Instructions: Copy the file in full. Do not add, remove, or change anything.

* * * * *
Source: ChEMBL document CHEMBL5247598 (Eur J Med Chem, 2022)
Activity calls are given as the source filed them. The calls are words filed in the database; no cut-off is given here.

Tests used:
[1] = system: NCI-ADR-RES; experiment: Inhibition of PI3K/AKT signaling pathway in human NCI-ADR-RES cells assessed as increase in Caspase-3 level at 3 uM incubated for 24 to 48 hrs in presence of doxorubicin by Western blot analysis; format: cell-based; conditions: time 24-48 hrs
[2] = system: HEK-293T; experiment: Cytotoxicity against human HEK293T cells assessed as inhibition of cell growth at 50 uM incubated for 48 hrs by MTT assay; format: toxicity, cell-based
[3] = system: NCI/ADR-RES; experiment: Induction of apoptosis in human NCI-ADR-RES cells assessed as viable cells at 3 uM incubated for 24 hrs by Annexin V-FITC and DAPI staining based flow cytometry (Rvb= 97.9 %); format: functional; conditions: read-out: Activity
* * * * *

Source: ChEMBL document CHEMBL5247598 (Eur J Med Chem, 2022)
Activity calls are given as the source filed them. The calls are words filed in the database; no cut-off is given here.

Tests used:
[1] = system: NCI-ADR-RES; experiment: Inhibition of PI3K/AKT signaling pathway in human NCI-ADR-RES cells assessed as increase in Caspase-3 level at 3 uM incubated for 24 to 48 hrs in presence of doxorubicin by Western blot analysis; format: cell-based; conditions: time 24-48 hrs
[2] = system: HEK-293T; experiment: Cytotoxicity against human HEK293T cells assessed as inhibition of cell growth at 50 uM incubated for 48 hrs by MTT assay; format: toxicity, cell-based
[3] = system: NCI/ADR-RES; experiment: Induction of apoptosis in human NCI-ADR-RES cells assessed as viable cells at 3 uM incubated for 24 hrs by Annexin V-FITC and DAPI staining based flow cytometry (Rvb= 97.9 %); format: functional; conditions: read-out: Activity